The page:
Tuesday, 12 January, 2016
What does an interpreter who’s not interpreting do? He starts an international trade business. Or, at least, that’s what I seem to be doing. As of yet, I have not done any professional interpreting; and, perhaps I’m not ready, or perhaps I just haven’t met the right people. However, I do have an extensive background in the tea trade. I worked for a tea shop for several years, studied tea in China for two years, and did voluntary work for another tea shop for two years. Sometimes I’m the expert, sometimes I’m the student. Sometimes I’m retail, sometimes I’m ordering or tasting behind the scenes. Sometimes I teach gongfu cha, and Chinese culture. Now, I’m purchasing whole-sale, with the intent to sell to retailers in the United States. My business is but a small idea at this point, which is why I have named it 小念茶叶 Little Idea Tea Leaf.
Most likely I will be selling my teas to retailers in and around the Seattle area, but that does not mean I must be limited to that area. If you are interested in purchasing some tea for yourself or your business, please let me know.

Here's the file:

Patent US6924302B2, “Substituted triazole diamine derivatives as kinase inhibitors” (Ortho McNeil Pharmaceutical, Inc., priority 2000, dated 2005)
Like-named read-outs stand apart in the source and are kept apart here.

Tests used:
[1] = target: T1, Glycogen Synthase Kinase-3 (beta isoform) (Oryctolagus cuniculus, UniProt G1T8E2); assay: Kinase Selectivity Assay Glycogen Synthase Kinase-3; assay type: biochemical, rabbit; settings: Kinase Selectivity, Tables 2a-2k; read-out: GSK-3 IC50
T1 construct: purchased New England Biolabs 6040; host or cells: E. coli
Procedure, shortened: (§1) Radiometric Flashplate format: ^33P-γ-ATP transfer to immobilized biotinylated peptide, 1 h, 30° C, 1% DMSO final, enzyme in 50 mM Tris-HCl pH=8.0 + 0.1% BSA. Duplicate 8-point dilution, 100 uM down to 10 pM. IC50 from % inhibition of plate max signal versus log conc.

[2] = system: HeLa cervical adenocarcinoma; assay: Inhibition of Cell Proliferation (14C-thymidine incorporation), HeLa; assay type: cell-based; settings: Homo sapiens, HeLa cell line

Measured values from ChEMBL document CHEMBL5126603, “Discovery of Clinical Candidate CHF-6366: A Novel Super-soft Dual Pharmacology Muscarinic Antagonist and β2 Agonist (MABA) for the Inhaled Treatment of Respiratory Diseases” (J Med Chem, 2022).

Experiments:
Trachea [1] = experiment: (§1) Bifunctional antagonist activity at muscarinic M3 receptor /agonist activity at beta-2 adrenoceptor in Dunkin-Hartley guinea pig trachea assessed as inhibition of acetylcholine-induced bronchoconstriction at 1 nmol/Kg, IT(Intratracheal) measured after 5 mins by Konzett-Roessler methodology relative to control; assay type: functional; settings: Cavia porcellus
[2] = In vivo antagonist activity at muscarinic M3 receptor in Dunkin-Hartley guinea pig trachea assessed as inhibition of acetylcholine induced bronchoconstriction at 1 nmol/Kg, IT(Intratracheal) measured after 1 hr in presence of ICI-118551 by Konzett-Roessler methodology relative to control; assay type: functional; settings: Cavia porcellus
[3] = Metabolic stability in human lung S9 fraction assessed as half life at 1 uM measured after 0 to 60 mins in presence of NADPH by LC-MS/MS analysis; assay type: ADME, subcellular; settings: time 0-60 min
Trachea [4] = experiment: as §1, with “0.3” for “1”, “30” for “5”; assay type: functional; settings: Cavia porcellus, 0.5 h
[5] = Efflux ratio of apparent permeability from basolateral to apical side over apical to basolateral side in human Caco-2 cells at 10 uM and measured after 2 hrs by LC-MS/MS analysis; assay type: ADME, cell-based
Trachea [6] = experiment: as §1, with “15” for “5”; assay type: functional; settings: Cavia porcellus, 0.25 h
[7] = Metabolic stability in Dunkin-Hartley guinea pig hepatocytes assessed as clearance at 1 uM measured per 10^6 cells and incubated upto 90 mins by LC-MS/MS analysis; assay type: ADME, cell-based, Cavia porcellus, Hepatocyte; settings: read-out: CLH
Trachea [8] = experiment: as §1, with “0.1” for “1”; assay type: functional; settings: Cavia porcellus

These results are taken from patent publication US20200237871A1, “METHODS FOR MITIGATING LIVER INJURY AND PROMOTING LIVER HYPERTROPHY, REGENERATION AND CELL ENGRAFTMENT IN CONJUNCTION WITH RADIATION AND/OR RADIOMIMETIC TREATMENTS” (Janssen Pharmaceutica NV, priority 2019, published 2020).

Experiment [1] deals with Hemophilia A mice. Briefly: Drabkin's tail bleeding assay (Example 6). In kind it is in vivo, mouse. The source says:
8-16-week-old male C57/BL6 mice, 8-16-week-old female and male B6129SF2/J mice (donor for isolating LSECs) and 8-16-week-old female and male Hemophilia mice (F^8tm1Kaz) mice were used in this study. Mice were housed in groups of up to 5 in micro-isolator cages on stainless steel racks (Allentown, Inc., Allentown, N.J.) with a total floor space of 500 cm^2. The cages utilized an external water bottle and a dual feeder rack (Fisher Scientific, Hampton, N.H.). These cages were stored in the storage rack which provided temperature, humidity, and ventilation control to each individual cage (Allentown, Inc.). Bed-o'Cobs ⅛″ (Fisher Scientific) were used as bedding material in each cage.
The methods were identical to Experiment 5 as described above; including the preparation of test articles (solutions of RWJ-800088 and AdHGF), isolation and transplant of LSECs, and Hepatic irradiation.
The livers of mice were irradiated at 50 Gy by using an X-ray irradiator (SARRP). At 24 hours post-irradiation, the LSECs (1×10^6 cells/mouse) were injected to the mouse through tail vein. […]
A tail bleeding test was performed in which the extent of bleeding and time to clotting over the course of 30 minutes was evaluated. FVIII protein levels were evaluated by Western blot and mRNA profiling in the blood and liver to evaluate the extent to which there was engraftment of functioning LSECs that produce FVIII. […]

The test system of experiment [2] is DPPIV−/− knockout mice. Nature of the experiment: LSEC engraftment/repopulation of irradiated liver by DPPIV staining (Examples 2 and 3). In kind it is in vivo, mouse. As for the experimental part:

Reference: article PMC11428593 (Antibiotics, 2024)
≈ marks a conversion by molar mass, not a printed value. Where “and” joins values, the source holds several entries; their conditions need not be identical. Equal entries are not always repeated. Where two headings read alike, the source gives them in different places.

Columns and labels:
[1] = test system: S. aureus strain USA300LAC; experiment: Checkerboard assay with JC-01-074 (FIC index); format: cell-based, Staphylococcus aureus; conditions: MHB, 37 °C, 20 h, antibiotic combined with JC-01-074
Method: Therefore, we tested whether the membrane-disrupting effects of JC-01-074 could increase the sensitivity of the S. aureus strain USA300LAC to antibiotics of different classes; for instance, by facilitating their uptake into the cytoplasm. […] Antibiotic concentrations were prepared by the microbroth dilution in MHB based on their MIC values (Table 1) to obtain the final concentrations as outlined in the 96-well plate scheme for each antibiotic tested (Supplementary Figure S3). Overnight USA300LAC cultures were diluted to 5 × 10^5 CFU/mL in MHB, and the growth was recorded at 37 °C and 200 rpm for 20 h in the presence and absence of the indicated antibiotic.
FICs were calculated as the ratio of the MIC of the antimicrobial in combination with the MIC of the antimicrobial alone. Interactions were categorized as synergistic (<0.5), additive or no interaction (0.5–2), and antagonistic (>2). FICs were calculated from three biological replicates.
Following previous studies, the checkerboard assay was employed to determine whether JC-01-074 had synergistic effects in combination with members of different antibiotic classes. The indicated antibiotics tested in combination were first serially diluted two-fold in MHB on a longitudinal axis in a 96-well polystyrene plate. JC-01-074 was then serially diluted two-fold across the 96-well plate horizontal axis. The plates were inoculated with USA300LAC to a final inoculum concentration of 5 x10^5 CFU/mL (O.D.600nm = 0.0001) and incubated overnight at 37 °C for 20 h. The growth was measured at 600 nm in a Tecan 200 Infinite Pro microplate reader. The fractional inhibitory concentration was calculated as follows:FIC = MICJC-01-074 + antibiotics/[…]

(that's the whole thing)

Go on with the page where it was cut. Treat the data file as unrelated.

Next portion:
My initial focus will be on 普洱 pu’er tea, for various reasons. One, I like it, and drink it a lot. Two, there is a lot of variety which I’ve yet to see hit the retail shops in the U.S. (I hardly see any pu’er tea really). Three, I hardly see any pu’er tea, and I think people would really enjoy it, or learn to enjoy it with the proper introduction. Four, because it is scarce in the U.S. and because there is so much variety, I feel I won’t be encroaching too much on my competitors. Finally, pu’er tea gets better with age, so what doesn’t immediately sell I can keep in storage.
I am also interested in some other teas which seem so uncommon in the U.S., however, I may wait to develop those. Namely, 岩茶 “rock tea,” which is also sometimes called 大红跑 Big Red Robe. This tea has a weird story, which I put together as follows: Big Red Robe is extremely rare and only grown in one area; however, other tea grown and processed the same way in the surrounding areas has gained the same name because it’s good advertising. So, I prefer to call it rock tea, to distinguish it from the “real” Big Red Robe. I also include another tea, 单丛 Dancong, in this category, though I’ve had some tea people tell me otherwise. Dancong is from the Phoenix Mountain in Chaoshan, Guangdong. All the rock teas are quite unique, fragrant, peppery, and fruity, but they are also very expensive and can come off quite astringent. This makes them hard to sell to the average westerner who wants something sweet or fragrant, and less that $6 per ounce.
The work has already begun. I’m in the process of picking out my teas, and printing business cards. All the while, I get to learn the language of international trade, in Chinese and English!
Need an interpreter?
Until next time,
The Solitary Interpreter